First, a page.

September 27, 2013 |
SUPPOSE YOU threw a party, and everybody came. Or, at least, all your buds from far as well as near. That's what the guys in the Philly-based "trans-fusion" (jam-meets-electronica) band Disco Biscuits are hoping for, with their second annual City Bisco festival holding down the fort on two stages today and tomorrow at the Mann Music Center. "It's definitely the party of the weekend," proclaimed Aron Magner, keyboardist for the headlining band that closes both bake-offs. Tonight it's with a hip-hop- strong support team, including Big Boi, Method Man and Redman, then tomorrow in a mix with electronic dance music "controlists," like Gigamesh, Emancipator, Shpongle, Lee Foss and more.
September 25, 2012 |
"Have I ever really helped anybody but myself / To believe in the power of songs?" Emily Haines sang in "Dreams So Real" during Metric's performance at the Tower Theater on Saturday night. Such self-doubt and existential questioning are typical of the Canadian quartet's songs, whether asking "Is this my life?" in "Breathing Underwater" or pleading, "Fate don't fail me now" in "Artificial Nocturne. " But those sentiments are at odds with the confidence and exuberance of Metric's music and stage presence.
March 23, 2012 |
After nearly 20 years away from the music business, British synth-pop icon Thomas Dolby launched his return last year with a passion - or rather, several passions. First there was a transmedia game, The Floating City, which was "set against a dystopian vision of the 1940s that could have perhaps existed if WWII had turned out a lot differently," he explains. Participants from around the world took part in the three-month long cyber-game, which wound down shortly before the release of Dolby's corresponding album, A Map of the Floating City.
November 21, 2010 |
The Rodgers and Hammerstein Broadway classic South Pacific opens a short run at the Academy of Music on Tuesday, and the word in show circles is that whatever faith you've lost in this musical - whether in bad summer stock or in the eccentrically shot film version - will be restored. Not having had much faith in it to begin with, I attended the Lincoln Center Theater production during its New York run with much urban skepticism, but left feeling as corny as Kansas in August. The veracity of Bartlett Sher's staging, the real-person acting (no Mitzi Gaynor glamour girls here)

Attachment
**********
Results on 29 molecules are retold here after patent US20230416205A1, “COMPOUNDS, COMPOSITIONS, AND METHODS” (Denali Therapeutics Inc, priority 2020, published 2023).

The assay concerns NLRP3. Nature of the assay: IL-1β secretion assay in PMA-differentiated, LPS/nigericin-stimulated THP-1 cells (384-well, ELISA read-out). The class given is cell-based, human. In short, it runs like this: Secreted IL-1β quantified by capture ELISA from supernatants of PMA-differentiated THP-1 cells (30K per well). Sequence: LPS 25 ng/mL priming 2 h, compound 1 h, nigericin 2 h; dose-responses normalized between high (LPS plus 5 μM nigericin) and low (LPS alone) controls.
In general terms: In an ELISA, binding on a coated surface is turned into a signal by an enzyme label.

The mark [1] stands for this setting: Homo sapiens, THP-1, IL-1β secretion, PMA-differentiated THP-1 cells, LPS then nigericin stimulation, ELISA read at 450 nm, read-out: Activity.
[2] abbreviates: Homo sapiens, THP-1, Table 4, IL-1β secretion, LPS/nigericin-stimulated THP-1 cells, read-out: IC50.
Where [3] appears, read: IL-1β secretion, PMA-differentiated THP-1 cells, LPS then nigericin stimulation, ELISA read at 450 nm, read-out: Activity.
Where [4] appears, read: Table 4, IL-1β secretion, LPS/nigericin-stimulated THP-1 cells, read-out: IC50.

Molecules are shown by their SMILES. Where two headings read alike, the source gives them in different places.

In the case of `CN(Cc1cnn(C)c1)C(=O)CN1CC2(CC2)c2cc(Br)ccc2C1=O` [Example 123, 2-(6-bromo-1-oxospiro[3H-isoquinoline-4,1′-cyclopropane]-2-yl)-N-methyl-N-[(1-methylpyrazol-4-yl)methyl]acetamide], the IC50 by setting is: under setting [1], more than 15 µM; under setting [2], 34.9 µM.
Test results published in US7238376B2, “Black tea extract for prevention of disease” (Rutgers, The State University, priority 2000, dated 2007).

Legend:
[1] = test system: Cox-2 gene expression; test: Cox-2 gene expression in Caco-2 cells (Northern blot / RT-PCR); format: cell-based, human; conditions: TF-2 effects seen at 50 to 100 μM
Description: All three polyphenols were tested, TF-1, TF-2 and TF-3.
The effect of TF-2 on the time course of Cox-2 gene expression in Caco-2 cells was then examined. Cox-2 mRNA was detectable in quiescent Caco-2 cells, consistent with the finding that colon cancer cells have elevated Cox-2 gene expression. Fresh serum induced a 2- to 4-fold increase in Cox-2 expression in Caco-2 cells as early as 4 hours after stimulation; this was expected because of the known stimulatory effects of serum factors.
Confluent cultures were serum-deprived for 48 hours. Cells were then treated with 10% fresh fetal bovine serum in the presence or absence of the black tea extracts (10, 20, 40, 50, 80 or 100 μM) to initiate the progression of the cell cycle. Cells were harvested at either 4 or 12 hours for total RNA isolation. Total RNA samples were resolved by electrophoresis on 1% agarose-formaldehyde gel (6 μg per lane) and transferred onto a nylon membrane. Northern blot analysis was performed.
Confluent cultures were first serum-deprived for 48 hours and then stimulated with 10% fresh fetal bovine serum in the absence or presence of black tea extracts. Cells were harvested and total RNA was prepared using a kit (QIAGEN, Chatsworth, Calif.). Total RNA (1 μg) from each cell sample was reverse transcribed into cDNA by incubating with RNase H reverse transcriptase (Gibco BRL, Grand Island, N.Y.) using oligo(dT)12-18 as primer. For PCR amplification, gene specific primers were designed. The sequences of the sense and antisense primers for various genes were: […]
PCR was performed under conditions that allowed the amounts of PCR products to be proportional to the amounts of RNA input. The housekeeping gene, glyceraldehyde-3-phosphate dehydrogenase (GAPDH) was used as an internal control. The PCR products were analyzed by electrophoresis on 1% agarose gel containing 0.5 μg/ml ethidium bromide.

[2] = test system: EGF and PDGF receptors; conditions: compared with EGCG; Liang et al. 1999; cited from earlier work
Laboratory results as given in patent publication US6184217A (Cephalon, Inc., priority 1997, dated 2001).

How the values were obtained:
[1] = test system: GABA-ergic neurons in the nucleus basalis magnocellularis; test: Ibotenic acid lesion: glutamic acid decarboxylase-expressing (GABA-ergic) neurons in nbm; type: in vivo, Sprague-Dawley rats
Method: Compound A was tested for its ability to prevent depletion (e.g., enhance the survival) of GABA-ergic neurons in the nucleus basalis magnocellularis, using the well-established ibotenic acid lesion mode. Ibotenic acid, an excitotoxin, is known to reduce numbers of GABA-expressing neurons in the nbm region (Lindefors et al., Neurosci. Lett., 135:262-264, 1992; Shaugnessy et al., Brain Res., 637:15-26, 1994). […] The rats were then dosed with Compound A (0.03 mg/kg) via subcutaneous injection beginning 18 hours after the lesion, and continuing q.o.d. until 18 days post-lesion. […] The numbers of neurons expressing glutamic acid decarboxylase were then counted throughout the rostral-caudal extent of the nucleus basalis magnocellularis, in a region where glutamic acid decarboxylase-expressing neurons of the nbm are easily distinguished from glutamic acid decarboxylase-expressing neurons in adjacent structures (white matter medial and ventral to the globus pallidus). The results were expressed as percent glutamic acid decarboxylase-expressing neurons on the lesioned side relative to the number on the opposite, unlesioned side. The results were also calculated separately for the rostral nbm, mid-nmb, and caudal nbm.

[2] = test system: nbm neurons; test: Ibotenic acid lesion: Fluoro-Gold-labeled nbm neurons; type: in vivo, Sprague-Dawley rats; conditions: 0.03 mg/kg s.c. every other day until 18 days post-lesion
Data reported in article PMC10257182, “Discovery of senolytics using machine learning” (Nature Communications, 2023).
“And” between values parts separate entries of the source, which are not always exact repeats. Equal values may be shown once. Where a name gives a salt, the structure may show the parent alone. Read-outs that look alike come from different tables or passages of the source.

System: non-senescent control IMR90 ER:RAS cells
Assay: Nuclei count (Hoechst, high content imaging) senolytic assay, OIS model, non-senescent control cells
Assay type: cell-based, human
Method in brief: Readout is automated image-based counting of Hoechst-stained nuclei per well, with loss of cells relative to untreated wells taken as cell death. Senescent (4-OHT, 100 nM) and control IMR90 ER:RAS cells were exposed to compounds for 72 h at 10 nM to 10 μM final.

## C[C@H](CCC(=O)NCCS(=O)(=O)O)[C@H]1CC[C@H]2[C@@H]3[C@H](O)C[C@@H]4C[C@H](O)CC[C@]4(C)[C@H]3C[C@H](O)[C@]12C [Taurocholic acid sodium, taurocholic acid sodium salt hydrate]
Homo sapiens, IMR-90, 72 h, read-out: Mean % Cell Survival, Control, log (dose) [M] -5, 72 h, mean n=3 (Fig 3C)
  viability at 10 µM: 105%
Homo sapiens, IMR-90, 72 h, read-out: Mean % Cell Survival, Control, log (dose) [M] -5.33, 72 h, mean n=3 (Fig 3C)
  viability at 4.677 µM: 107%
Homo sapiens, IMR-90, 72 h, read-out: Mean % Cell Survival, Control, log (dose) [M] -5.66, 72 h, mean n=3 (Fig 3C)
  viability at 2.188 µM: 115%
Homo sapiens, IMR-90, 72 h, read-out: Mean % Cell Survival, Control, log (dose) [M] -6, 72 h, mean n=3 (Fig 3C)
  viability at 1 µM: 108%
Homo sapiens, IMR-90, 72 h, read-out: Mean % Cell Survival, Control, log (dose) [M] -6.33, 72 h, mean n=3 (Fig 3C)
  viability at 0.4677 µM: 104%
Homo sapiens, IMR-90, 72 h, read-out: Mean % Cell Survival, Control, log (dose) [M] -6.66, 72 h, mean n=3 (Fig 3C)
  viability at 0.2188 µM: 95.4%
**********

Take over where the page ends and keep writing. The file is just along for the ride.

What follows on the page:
July 24, 2010 |
The future of serious music - a possible future, at least - is roaring in through a side door marked "dance clubs. " And behind that door? Miles of wires, for starters, generating synthesized sound at 8 p.m. Saturday at Crane Arts in North Philadelphia. A collection of artists from the British-based Nonclassical recording label will play hard-to-explain works involving sampling, looping, synthesizers and turntables, all staples of raves, circuit parties, and subgenres sometimes dismissed as "overdose music.
January 9, 2010 |
When keyboardist Erik Deutsch released Hush Money last fall, it was a breath of fresh air for jazz enthusiasts. Long known for helping soulful guitarist Charlie Hunter to get his groove on, Deutsch crafted a down-and-dirty organic sound on Hush Money that also managed to be synthetic, airy, and elegant. On his album, the composer-keyboardist found room for old Moog synthesizers and analog tape buzzes within his moody modern ballads and Hammond organ-filled grinders. The influence of film scoring legend Nino Rota's cinematic sweep held sway on the bluesy "Black Flies.
November 17, 2008 |
For a band that has made formidable inroads within shoegaze electronica, distorted art metal, and ambient electronic circles, M83 knows how to make sharp left turns yet stay smoothly on the road. Then again, with each record since 2001, the French band has shown it understands the idea of change that is radical yet seamless, with music influenced equally by the Laserium grandeur of Tangerine Dream and My Bloody Valentine's wall of woe. Since 2005, a series of musical switcheroos have been decided by breathy singer/guitarist Anthony Gonzalez - M83's co-originator - and fans have hung on each decision.
June 28, 2008 |
At around 10:30 p.m. Thursday, the electro-pop band Ladytron took the stage at the TLA. Or at least, it looked like they did. Between the smoke-filled air and the blinding backlight, it was hard to make out more than a half-dozen silhouettes floating in the haze. Formed in Liverpool, Ladytron combines the icy remove of German electronic music pioneers Kraftwerk and the robot-love come-ons of Depeche Mode and New Order. Singers Helen Marnie and Mira Arroyo, who traded lead vocals throughout the night, stood back from the lip of the stage lost amid a forest of synthesizers, idly dancing to some private rhythm.
January 2, 2006 |
Why cram when you can jam? That must have been the idea behind singing-songwriting guitarist Todd Sheaffer's decision in 2001 to leave New Jersey's ruggedly hick-popping (his term) From Good Homes and form Railroad Earth. Yet rather than noodle endlessly in a sea of listless improvisational soloing (ugh), Railroad Earth - who sold out two shows at the TLA on Friday and Saturday - managed a delicious, elegant union within a sextet's arrangement of lengthy country-jazz and bluegrass swing movements.
February 25, 2005 |
When pianist Herbie Hancock's quintet reached back in time to play his "Dolphin Dance" on Wednesday night, it was from an oblique angle. Tenor saxophonist Michael Brecker and trumpeter Roy Hargrove slowed down the melody until it seemed as if the Kimmel Center's Verizon Hall were moving in slow motion. The tune emerged from the shadows as if from a solar eclipse. Fast forward nearly 2 1/2 hours later, and Hancock & Co. were deep in a spectacularly funky patch. Hargrove was in sweet, lyrical form; Brecker channeled incredible passion through his tenor, and that was before the band received two standing ovations and ended with Hancock's 1973 classic, "Chameleon.